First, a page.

Jivha, Jivhā: 5 definitions


Jivha means something in Buddhism, Pali, Marathi. If you want to know the exact meaning, history, etymology or English translation of this term then check out the descriptions on this page. Add your comment or reference to a book if you want to contribute to this summary article.

In Buddhism

Theravada (major branch of Buddhism)

Source: Journey to Nibbana: Patthana Dhama

jivha means related to tongue,

context information

Theravāda is a major branch of Buddhism having the the Pali canon (tipitaka) as their canonical literature, which includes the vinaya-pitaka (monastic rules), the sutta-pitaka (Buddhist sermons) and the abhidhamma-pitaka (philosophy and psychology).

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Languages of India and abroad

Pali-English dictionary

Source: BuddhaSasana: Concise Pali-English Dictionary

jivhā : (f.) the tongue.

Source: Sutta: The Pali Text Society's Pali-English Dictionary

Jivhā, (f.) (Vedic jihvā, cp. Lat. lingua (older dingua); Goth. tuggo; Ohg. zunga; E. tongue) the tongue. ‹-› (a) physically: Vin. I, 34; A. IV, 131; Sn. 673, 716; Dh. 65, 360; J. II, 306; PvA. 99 (of Petas: visukkha-kanthaṭṭha j.), 152.—Of the tongue of the mahāpurusha which could touch his ears & cover his forehead: Sn. 1022; p. 108; & pahūta-jivhatā the characteristic of possessing a prominent tongue (as the 27th of the 32 Mahāpurisa-lakkhaṇāni) D. I, 106=Sn. p. 107; D. II, 18. —dujjivha (adj.) having a bad tongue (of a poisonous snake) A. III, 260.—(b) psychologically: the sense of taste. It follows after ghāna (smell) as the 4th sense in the enumeration of sense-organs (jivhāya rasaṃ sāyati Nd2 under rūpa; jivhā-viññeyya rasa D. I, 245; II, 281; M. II, 42) Vin. I, 34; D. III, 102, 226; M. I, 191; Vism. 444.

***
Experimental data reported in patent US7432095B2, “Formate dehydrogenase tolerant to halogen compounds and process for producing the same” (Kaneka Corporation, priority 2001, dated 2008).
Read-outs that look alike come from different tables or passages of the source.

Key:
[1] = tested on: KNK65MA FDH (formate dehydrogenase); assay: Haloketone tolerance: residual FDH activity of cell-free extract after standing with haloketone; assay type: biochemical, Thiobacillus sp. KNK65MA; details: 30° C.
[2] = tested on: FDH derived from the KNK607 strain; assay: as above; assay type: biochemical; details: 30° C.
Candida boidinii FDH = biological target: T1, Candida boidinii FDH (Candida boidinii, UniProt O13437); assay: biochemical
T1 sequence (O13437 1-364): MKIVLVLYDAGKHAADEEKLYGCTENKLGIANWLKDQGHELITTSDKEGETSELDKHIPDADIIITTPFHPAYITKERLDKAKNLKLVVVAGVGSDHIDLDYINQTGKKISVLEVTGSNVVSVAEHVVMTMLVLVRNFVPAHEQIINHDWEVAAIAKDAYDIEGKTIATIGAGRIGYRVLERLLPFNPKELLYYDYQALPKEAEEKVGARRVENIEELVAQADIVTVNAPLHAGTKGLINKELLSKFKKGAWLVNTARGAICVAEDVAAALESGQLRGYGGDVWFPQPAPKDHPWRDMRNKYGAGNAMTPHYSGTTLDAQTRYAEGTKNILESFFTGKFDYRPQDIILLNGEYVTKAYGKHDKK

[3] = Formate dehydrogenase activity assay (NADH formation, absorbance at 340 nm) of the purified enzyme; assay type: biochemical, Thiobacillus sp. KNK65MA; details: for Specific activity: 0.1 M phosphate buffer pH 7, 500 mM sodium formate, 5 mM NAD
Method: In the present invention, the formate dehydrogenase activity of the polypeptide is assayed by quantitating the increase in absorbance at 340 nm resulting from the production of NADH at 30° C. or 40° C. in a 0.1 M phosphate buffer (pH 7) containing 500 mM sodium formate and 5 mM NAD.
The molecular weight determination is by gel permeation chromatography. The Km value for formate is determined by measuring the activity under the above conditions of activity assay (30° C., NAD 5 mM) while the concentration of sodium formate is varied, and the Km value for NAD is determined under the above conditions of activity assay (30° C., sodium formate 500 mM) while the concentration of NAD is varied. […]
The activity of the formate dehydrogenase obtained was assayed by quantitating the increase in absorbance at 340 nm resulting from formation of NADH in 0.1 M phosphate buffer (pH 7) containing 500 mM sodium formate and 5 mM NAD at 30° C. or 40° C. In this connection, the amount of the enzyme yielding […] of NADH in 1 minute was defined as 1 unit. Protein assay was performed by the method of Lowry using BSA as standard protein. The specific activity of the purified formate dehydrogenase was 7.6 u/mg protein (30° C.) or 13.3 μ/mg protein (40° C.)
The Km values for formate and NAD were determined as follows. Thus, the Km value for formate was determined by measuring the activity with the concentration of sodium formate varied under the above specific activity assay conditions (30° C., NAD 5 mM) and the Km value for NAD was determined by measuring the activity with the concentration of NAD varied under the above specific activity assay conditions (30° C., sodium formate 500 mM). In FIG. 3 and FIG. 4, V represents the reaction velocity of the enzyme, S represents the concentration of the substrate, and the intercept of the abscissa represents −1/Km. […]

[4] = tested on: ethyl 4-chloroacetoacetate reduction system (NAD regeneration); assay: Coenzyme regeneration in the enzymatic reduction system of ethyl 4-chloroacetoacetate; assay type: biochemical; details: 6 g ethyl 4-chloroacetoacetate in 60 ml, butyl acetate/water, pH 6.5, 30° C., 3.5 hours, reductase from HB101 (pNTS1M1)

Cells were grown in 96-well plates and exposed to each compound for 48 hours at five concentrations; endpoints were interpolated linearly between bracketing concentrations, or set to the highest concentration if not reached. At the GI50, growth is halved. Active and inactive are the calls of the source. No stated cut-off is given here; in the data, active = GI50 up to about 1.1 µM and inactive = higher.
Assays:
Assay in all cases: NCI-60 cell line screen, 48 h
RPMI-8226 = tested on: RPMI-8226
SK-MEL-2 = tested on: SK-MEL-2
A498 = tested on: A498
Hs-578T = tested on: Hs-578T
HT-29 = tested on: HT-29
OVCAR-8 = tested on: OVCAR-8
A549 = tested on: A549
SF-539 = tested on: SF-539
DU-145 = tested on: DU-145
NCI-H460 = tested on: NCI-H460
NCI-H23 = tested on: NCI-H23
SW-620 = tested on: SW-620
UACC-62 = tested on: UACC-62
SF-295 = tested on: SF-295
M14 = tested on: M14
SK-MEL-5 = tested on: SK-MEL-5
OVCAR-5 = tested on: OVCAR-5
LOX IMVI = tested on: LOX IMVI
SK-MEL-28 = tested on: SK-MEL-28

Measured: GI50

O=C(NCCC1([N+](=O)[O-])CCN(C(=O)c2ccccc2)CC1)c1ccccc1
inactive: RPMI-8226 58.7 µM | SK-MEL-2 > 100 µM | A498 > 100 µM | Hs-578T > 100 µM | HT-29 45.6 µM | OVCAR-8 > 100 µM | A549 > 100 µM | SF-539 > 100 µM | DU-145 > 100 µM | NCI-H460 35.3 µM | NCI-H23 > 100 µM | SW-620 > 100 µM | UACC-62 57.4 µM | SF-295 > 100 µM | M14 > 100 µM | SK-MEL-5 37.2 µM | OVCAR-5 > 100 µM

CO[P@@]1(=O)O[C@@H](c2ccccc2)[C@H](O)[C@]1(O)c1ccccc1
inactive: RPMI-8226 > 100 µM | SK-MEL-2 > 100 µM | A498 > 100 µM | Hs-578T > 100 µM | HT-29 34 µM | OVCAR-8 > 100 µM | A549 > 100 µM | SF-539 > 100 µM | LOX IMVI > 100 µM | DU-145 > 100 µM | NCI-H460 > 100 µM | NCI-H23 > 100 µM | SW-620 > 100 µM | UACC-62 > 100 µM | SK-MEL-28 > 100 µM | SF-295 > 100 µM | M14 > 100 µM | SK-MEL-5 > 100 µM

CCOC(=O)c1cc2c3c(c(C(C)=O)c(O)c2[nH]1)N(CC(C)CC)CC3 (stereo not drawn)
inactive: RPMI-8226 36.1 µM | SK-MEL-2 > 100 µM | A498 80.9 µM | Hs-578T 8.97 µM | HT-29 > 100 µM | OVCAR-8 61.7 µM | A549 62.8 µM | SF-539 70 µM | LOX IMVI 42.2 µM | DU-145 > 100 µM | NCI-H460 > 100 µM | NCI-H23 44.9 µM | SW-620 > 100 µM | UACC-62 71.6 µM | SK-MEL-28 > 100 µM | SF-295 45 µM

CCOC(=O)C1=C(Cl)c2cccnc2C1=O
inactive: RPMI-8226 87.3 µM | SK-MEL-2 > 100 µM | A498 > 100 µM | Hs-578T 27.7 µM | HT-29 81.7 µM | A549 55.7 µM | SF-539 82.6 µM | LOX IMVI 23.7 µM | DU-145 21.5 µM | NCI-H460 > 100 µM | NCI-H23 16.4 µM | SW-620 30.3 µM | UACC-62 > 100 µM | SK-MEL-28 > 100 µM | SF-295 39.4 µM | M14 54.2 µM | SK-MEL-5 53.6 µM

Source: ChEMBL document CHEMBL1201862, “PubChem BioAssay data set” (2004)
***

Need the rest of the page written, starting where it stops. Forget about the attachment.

Pali book cover
context information

Pali is the language of the Tipiṭaka, which is the sacred canon of Theravāda Buddhism and contains much of the Buddha’s speech. Closeley related to Sanskrit, both languages are used interchangeably between religions.

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Marathi-English dictionary

Source: DDSA: The Molesworth Marathi and English Dictionary

jivhā (जिव्हा).—f (S but spelled jihavā) The tongue. jivhā khāṇēṃ To bite the tongue (in rage or vexation). jivhā vāṅkaḍī paḍaṇēṃ g. of s. To have a lapsus linguæ; to utter inadvertently. jivhā viṭāḷaṇēṃ To pall (blunt the perception of) the taste. 2 To be- foul one's tongue (as by giving abuse &c.) 3 To speak a word (in intercession, recommendation &c.) jivhā hātīṃ dharaṇēṃ To be vehemently abusive, incessantly prating, or a gluttonus eater. jivhēlā āḍhāvēḍhā asaṇēṃ g. of s. To suffer restraint of speech. For other phrases see the derivative jībha.

Source: DDSA: The Aryabhusan school dictionary, Marathi-English

jivhā (जिव्हा).—f The tongue. jivhā vāṅkaḍī paḍaṇēṃ Have a lapsus linguæ, to utter inad- vertently. jivhā viṭāḷaṇēṃ To befoul one's tongue (as by giving abuse &c.) To speak a word (in intercession, recommendation, &c.) jivhā hātīṃ dharaṇēṃ To be vehemently abusive, incessantly prating, or a gluttonous eater.

context information

Marathi is an Indo-European language having over 70 million native speakers people in (predominantly) Maharashtra India. Marathi, like many other Indo-Aryan languages, evolved from early forms of Prakrit, which itself is a subset of Sanskrit, one of the most ancient languages of the world.

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